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The Mule Review – BFI London Film Festival Special

The Mule Review – BFI London Film Festival Special

The list of items prohibited at airports continues to grow all the time. Liquids fell by the wayside long ago, and now even phones and laptops are checked carefully. Some items have always been on the banned list though, and necessitate drastic measures should anyone wish to smuggle them through. That’s exactly what occurs in The Mule, as a naïve Aussie rules football player is talked into swallowing condoms full of heroin. What follows is pitch black comedy as he’s picked up at the airport and held by the police for as long as it takes him to incriminate himself in the bathroom.

Ray Jenkins (Angus Sampson who also co-directs and co-writes) is the gullible fool willing to turn himself into a mule. He states from the off that he’ll only screw it up, and a panic over his luggage leads to his incarceration in a local hotel at the hands of law enforcement officers Croft (Hugo Weaving) and Paris (Ewen Leslie). It turns out that although they can’t legally x-ray him, they can hold him prisoner for several days. Thus Ray is forced into an unbearable endurance test as he fights nature from the discomfort of a cheap hotel bed.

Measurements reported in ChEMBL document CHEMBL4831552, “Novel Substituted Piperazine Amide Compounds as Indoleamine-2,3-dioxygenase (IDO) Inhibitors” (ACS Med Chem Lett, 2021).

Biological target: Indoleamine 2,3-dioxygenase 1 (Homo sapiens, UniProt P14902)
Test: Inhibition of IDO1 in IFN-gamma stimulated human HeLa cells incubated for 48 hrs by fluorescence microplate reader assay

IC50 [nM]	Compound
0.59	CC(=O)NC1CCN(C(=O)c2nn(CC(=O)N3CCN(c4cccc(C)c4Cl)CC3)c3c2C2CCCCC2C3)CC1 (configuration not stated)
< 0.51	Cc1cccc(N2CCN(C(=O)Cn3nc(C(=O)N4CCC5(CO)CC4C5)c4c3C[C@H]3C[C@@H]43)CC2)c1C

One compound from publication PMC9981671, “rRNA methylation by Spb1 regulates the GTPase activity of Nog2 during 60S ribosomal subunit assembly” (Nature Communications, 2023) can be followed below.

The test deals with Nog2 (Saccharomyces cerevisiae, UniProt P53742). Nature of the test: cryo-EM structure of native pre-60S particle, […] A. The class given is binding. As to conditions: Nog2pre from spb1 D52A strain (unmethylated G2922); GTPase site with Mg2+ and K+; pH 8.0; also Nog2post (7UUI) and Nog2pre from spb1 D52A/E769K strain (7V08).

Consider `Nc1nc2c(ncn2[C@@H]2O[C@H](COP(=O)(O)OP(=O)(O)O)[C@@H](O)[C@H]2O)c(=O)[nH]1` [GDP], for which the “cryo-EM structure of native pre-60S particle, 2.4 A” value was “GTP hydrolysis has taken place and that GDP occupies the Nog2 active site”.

The Mule is an impressive collaborative effort as Sampson stars, directs alongside Tony Mahony and writes with Jamie Browne and Leigh Whannell, who also plays his childhood friend and adult manipulator Gavin. They are further blessed with a string of superb performances, particularly Weaving’s vindictive cop and a wonderfully aggressive debut from Ilya Altman as a Lithuanian psychopath working for the crime lord who planned the whole deal.

There’s a nicely orchestrated sense of chaos as these disparate characters gradually coalesce around the motel where Ray maintains his constipated vigil. Whether it’s slapstick violence, cruel one-liners or broad toilet humour, the set-up provides plenty of laughs amplified by the deadpan performances and the eye for 1980s period design.

By the end, the plot starts to run out of steam, Ray finding his suffering constantly extended almost arbitrarily by a local judge. There’s also a superfluous role for his crusading lawyer Jasmine Griffiths (Georgina Haig) who tries to drum up a publicity campaign to no avail. Despite these weaknesses, The Mule is a hugely enjoyable comedy that will make you think twice about holding on in future.


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